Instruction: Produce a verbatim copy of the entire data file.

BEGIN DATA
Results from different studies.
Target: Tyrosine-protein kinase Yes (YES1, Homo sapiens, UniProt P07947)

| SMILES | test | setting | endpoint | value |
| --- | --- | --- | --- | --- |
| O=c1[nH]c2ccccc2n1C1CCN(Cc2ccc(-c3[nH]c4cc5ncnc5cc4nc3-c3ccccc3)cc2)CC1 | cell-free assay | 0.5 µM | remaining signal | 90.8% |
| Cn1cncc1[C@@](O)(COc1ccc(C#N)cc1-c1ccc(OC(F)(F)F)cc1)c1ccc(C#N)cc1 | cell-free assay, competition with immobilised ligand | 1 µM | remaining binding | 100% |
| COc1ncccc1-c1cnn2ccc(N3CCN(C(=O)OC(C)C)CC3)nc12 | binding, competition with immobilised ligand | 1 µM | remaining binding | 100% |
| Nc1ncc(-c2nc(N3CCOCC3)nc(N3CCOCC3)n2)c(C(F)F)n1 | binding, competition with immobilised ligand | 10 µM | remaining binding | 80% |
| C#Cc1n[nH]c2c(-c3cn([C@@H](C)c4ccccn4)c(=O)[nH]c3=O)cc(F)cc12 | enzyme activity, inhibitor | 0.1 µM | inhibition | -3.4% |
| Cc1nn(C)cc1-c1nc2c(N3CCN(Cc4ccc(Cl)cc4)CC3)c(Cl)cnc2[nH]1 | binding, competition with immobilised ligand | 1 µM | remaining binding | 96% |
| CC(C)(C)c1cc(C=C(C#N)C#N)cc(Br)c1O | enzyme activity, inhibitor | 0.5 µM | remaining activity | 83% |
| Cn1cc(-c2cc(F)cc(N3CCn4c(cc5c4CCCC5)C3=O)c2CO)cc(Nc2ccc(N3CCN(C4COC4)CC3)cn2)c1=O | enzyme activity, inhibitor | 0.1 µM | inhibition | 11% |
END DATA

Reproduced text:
Results from different studies.
Target: Tyrosine-protein kinase Yes (YES1, Homo sapiens, UniProt P07947)

| SMILES | test | setting | endpoint | value |
| --- | --- | --- | --- | --- |
| O=c1[nH]c2ccccc2n1C1CCN(Cc2ccc(-c3[nH]c4cc5ncnc5cc4nc3-c3ccccc3)cc2)CC1 | cell-free assay | 0.5 µM | remaining signal | 90.8% |
| Cn1cncc1[C@@](O)(COc1ccc(C#N)cc1-c1ccc(OC(F)(F)F)cc1)c1ccc(C#N)cc1 | cell-free assay, competition with immobilised ligand | 1 µM | remaining binding | 100% |
| COc1ncccc1-c1cnn2ccc(N3CCN(C(=O)OC(C)C)CC3)nc12 | binding, competition with immobilised ligand | 1 µM | remaining binding | 100% |
| Nc1ncc(-c2nc(N3CCOCC3)nc(N3CCOCC3)n2)c(C(F)F)n1 | binding, competition with immobilised ligand | 10 µM | remaining binding | 80% |
| C#Cc1n[nH]c2c(-c3cn([C@@H](C)c4ccccn4)c(=O)[nH]c3=O)cc(F)cc12 | enzyme activity, inhibitor | 0.1 µM | inhibition | -3.4% |
| Cc1nn(C)cc1-c1nc2c(N3CCN(Cc4ccc(Cl)cc4)CC3)c(Cl)cnc2[nH]1 | binding, competition with immobilised ligand | 1 µM | remaining binding | 96% |
| CC(C)(C)c1cc(C=C(C#N)C#N)cc(Br)c1O | enzyme activity, inhibitor | 0.5 µM | remaining activity | 83% |
| Cn1cc(-c2cc(F)cc(N3CCn4c(cc5c4CCCC5)C3=O)c2CO)cc(Nc2ccc(N3CCN(C4COC4)CC3)cn2)c1=O | enzyme activity, inhibitor | 0.1 µM | inhibition | 11% |